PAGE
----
You are currently browsing the daily archive for October 29, 2012.

Kevin DuJan at HillBuzz has revealed that Walt Disney World ‘imagineers’ are hard at work preparing to update their Hall of Presidents (emphases mine):

Walt Disney World (WDW) is indeed working on an update of the Hall of Presidents attraction to feature Mitt Romney as the 45th President of the United States beginning in 2013. Imagineers are that certain Romney will win the election and that his likeness will be needed to update the attraction in early 2013 so it will be ready in time for the park’s summer tourist season.

The Romney addition to the Hall of Presidents was just recently fast tracked and monies were shifted in the budget to accommodate this suddenly necessary change …

For those who don’t follow the company, Disney is incredibly cheap and does not invest time or resources on anything that’s not definitely needed in the near and immediate future.  The entity that oversees WDW is called “Team Disney Orlando” (TDO) and pinches pennies tighter than Scrooge McDuck.  They actually allow attractions to rot to near-ruin before springing for necessary maintenance and replacements…and they don’t do things at WDW just because it would be fun to spend time and money on something “just in case”

Excellent news!

Peggy Noonan, notable author of George Bush the Elder’s ‘Thousand Points of Lights’ speech, sold out to the Democrats in 2008.

I heard Bush deliver the speech in 1988 and it was inspiring, pointing a vision towards an even greater post-Reagan America.

Therefore, it was surprising to find that, in 2008, Noonan was no longer a part of that stellar galaxy. Indeed, she embraced the other side.

McCain-Palin couldn’t do anything right in Noonan’s eyes; the Republicans were consistently wrong. Meanwhile, Hillary Clinton’s more conservative supporters — the blue dog PUMAs — were campaigning for the Republican ticket in their vehement opposition to Barack Obama.

The PUMAs questioned the coverage the Republicans were receiving from Fourth Estate, the media. For a bit of history on how the press — now the mainstream media — derived its name, Wikipedia explains (emphases mine):

Fourth Estate” most commonly refers to the news media; especially print journalism or “The Press”. Thomas Carlyle attributed the origin of the term to Edmund Burke, who used it in a parliamentary debate in 1787 on the opening up of Press reporting of the House of Commons of Great Britain.[1] Earlier writers have applied the term to lawyers, to the British queens consort (acting as a free agent, independent of the king), and to the proletariat. The term makes implicit reference to the earlier division of the three Estates of the Realm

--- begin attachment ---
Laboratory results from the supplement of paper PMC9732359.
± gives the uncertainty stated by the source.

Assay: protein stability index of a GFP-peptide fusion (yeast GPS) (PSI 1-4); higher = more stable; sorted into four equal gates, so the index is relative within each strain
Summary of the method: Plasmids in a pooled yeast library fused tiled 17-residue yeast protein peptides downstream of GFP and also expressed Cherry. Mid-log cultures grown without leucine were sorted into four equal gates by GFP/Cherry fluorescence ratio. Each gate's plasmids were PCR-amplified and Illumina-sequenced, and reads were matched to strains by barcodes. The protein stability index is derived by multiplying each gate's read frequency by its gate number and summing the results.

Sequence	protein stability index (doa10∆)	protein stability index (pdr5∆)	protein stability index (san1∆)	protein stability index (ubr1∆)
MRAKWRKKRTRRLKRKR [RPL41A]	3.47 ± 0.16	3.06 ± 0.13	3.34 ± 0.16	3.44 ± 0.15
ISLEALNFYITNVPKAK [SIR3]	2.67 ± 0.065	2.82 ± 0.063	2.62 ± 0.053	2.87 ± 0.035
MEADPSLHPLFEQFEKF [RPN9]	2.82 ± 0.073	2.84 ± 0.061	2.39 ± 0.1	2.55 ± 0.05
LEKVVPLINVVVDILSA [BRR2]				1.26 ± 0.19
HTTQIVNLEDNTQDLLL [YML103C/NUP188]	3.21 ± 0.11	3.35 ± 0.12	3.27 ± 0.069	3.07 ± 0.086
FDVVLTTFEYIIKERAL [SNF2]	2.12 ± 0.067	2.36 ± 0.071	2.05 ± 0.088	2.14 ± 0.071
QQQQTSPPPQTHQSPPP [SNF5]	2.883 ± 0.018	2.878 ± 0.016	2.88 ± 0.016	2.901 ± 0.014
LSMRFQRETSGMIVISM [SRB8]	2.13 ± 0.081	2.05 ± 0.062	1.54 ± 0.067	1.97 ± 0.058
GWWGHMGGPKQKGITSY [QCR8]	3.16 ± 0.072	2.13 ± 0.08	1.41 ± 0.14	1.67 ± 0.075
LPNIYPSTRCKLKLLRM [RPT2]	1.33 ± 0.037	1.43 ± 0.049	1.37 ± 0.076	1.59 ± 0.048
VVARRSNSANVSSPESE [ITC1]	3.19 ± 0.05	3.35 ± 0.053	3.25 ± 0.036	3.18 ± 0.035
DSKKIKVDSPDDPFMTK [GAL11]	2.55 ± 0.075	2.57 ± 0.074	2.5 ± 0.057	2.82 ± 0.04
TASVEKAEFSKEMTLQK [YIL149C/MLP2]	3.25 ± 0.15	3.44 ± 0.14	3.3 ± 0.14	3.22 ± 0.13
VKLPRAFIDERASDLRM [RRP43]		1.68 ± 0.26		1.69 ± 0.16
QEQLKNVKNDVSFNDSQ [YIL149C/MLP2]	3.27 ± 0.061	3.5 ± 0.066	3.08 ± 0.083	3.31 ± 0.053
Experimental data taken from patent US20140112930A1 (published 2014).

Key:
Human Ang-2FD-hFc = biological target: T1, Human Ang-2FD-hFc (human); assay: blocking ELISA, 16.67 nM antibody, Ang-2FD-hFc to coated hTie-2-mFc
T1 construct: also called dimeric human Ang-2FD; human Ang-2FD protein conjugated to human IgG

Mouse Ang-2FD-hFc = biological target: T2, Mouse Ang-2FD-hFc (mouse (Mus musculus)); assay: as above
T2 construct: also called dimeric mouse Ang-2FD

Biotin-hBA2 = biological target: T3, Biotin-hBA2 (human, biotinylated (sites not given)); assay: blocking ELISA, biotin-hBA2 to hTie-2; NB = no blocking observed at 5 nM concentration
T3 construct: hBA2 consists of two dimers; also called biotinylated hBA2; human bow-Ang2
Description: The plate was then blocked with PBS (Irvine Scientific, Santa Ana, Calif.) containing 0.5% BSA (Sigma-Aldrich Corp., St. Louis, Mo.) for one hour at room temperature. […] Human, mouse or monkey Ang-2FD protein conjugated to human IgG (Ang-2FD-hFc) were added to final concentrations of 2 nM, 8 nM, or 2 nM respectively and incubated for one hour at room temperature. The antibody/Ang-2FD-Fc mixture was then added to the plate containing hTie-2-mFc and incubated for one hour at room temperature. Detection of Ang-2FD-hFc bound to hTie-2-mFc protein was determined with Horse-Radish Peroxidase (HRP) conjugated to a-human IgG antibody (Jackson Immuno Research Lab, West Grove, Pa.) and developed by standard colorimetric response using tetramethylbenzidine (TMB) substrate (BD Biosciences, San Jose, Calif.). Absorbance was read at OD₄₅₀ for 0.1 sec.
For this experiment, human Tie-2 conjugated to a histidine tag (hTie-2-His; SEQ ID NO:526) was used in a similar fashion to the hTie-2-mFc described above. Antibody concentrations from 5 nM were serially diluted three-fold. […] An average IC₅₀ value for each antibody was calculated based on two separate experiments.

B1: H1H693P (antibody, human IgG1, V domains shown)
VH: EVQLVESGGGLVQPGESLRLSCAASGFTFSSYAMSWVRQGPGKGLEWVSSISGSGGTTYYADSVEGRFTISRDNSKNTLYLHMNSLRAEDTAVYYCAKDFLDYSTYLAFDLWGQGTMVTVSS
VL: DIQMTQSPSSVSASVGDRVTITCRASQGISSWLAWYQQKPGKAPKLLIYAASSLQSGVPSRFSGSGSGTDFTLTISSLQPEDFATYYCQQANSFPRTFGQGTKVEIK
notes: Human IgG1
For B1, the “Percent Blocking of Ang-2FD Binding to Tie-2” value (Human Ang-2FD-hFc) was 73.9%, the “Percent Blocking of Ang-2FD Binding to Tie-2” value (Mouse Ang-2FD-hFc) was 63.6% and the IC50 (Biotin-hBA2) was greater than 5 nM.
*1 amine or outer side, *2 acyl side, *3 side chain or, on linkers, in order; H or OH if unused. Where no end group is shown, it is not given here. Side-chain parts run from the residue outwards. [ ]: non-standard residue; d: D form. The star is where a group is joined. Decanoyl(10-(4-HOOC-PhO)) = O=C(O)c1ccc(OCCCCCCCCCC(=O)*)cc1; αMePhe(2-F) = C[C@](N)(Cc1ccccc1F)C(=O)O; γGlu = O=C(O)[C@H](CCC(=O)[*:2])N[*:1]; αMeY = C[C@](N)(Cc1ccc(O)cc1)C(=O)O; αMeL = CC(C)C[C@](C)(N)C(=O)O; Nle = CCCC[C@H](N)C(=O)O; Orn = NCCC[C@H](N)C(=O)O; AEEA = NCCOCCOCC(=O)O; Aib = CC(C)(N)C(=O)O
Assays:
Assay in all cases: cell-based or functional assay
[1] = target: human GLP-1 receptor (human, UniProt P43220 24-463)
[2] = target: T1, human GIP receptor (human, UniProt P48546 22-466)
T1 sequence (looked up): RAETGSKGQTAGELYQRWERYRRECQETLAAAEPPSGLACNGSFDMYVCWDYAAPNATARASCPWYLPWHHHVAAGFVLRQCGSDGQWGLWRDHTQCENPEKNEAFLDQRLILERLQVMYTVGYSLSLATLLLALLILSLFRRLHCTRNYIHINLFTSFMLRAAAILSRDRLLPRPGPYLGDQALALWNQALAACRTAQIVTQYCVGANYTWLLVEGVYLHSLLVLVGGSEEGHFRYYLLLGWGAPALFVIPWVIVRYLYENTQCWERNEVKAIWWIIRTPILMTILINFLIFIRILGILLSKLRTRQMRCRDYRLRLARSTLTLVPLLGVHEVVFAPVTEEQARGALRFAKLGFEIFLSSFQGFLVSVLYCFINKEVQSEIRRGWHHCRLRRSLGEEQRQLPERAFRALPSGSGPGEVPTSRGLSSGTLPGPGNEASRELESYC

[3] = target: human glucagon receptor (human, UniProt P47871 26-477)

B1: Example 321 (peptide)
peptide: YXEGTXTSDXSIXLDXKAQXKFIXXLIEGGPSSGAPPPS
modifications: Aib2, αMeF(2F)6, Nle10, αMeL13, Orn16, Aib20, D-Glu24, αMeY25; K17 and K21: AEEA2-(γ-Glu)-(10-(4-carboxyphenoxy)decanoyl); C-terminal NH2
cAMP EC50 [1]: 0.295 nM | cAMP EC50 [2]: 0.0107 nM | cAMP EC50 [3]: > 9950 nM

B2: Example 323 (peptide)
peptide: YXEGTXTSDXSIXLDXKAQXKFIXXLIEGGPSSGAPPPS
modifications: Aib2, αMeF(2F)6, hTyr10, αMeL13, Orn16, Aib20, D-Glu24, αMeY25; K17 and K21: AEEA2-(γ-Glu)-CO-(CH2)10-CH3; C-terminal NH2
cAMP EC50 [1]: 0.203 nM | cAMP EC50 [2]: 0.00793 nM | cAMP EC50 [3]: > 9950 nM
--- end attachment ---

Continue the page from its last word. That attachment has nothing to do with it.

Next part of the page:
In Burke’s 1787 coining he would have been making reference to the traditional three estates of Parliament: The Lords Spiritual, the Lords Temporal and the Commons.[4] If, indeed, Burke did make the statement Carlyle attributes to him, the remark may have been in the back of Carlyle’s mind when he wrote in his French Revolution (1837) that “A Fourth Estate, of Able Editors, springs up; increases and multiplies, irrepressible, incalculable.”[5] In this context, the other three estates are those of the French States-General: the church, the nobility and the townsmen.[4] …

By 1835, when William Hazlitt (another editor of Michel de Montaigne—see below) applied the term to an individual journalist, William Cobbett, the phrase was well established.[9][10]

Oscar Wilde wrote:

In old days men had the rack. Now they have the Press. That is an improvement certainly. But still it is very bad, and wrong, and demoralizing. Somebody — was it Burke? — called journalism the fourth estate. That was true at the time no doubt. But at the present moment it is the only estate. It has eaten up the other three. The Lords Temporal say nothing, the Lords Spiritual have nothing to say, and the House of Commons has nothing to say and says it. We are dominated by Journalism.[11]

Indeed, this is where we find ourselves today, not only in the United States but in the Western world as a whole.

The media claim they are reporting the facts. Only a few decades ago, journalists such as Edward R Murrow tirelessly plumbed the depths to reveal hidden truths. Murrow was one of my mother’s favourite journalists. You could agree or disagree with the facts he uncovered, but at least he made one think.

Peggy Noonan — or ‘Pegs’, as Lame Cherry often referred to her in 2008 — did Senator McCain and Governor Palin no favours in 2008. She said their campaign was unexciting. This clashed sharply with what PUMAs reported from having attended McCain-Palin rallies. One in Florida had over 20,000 in attendance. Palin, in particular, energised what Americans now refer to in electoral terms as ‘the base’. Of course, the Fourth Estate reported that only a few thousand people were in attendance. Meanwhile, residents of the complex which accommodated the rally said that they were overwhelmed with Republican supporters — a mixed blessing under the circumstances for the small community of conservative residents.

It seems that everywhere Governor Palin went, people flocked. Another rally in Pennsylvania or Ohio attracted another 10,000 or 15,000 people. Others who had hoped to attend that event gave up in the end. They hadn’t left their houses early enough and were caught in a traffic jam only to find out that there were no more parking spaces. Wherever Governor Palin went, men and women followed.